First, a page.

World Heritage Sites in Danger with Alberta’s Proposed Parks Act
Ottawa, ON – UNESCO World Heritage Sites (WHS) will be directly and adversely affected by the Alberta Government’s proposed Alberta Parks Act (Bill 29) according to a letter that national conservation organizations have emailed Alberta Premier, Ed Stelmach and copied to IUCN, the international scientific body that provides advice to the World Heritage Committee. The Alberta Government with its huge majority is set to pass Bill 29 this Thursday, without any public consultation on it. The organization’s letter echoes the growing call of Albertans and newspaper editorials to withdraw the Bill. If passed, protection will no longer be the priority in Alberta’s parks. Directly impacted is Dinosaur Provincial Park WHS and Áísínai’pi (Writing-on-Stone Provincial Park), on UNESCO’s list to become a WHS. Wilderness Areas, Ecological Reserves and Wildland Parks are to be done away with, including those the groups describe as needed for the ecological health of Wood Buffalo WHS, and Banff and Jasper National Parks in the Canadian Rocky Mountain Parks WHS.
The Canadian Parks and Wilderness Society, Nature Canada and Sierra Club Canada are calling Bill 29 “one of the worst pieces of conservation legislation to come forward anywhere in Canada in a decade.” They are asking that the Bill be withdrawn. Alberta’s Environmental Law Centre sums the Bill up as “a significant step backwards in ensuring the preservation of Alberta’s natural heritage.”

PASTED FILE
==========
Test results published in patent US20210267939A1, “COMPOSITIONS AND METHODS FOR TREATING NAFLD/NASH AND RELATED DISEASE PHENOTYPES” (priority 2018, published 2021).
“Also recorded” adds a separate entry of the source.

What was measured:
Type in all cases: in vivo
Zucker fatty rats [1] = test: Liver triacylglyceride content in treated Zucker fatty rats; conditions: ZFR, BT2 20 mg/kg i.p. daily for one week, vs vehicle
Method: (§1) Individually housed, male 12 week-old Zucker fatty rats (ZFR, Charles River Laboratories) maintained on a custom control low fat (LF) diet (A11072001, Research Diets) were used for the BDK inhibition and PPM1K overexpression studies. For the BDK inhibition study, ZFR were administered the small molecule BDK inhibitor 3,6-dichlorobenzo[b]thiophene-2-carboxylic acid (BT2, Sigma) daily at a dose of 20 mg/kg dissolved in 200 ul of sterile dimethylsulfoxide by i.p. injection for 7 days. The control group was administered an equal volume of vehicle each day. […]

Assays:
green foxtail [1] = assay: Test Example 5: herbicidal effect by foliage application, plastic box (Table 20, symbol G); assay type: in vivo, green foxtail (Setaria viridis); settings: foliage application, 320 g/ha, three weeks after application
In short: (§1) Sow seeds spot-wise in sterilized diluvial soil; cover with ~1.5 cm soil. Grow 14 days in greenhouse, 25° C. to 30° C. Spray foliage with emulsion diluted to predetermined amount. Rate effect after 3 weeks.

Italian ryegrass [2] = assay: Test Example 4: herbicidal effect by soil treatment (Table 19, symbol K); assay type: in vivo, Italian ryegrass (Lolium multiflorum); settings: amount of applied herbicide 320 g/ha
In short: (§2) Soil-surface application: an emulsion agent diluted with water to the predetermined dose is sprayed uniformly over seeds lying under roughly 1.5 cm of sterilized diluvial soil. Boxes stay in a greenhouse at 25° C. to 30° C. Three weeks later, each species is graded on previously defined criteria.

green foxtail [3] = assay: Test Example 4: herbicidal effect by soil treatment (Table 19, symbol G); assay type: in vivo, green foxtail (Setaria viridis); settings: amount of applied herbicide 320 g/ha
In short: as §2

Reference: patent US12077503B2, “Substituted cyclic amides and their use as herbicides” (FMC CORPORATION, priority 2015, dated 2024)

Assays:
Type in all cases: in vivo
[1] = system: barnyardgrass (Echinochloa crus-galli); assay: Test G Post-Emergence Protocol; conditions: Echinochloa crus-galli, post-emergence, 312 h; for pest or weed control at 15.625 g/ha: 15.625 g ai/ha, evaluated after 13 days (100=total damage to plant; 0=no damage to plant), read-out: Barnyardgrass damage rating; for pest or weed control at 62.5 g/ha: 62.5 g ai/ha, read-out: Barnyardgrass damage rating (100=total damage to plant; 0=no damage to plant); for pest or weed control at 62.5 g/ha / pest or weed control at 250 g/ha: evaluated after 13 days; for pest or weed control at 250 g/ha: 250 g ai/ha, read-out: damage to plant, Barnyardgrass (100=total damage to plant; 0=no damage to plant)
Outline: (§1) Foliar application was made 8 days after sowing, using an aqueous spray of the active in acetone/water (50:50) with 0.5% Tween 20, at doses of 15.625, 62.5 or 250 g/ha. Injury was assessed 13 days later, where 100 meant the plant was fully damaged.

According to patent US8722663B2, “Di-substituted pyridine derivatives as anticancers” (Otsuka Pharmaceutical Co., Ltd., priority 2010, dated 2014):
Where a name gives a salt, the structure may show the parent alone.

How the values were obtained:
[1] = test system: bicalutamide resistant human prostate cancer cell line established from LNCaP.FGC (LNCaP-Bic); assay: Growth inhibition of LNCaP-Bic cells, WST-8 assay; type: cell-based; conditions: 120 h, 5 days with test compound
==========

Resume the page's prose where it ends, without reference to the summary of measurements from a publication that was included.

“It’s another black-eye for Alberta’s international environmental record,” says John Bennett, Executive Director of Sierra Club Canada.
The draft Act removes prescriptive laws specifying what can and cannot happen inside parks, opens all parks to tourism development and off-road motorized recreation, and leaves all decisions between development and protection inside parks to Ministerial opinion. That includes Dinosaur and Áísínai’pi, and the parks contiguous with Wood Buffalo, Banff and Jasper. For example, woodland caribou and grizzly bear that rely on the World Heritage Sites and contiguous parks are directly affected. Both species are listed as Threatened in Alberta.
“The removal of these protective measures will open up the World Heritage Sites and the parks contiguous with them to all kinds of development proposals and the option of off-road vehicles,” says Sarah Elmeligi, Senior Conservation Planner for the CPAWS Southern Alberta Chapter.
A World Heritage Site (WHS) designation is a science-based, universally accepted rating system for cultural and natural heritage of global significance. Nominations come from the countries in whose jurisdiction the sites are located and they remain responsible for the laws, policy and management to protect them. Dinosaur WHS is located in southern Alberta
“The bottom line is that Alberta doesn’t function in a bubble. The decisions the Alberta Government makes affects World Heritage Sites and ecosystems of international significance,” says Elmeligi.
For more information:
Alexander MacDonald, Nature Canada: 613 560-3447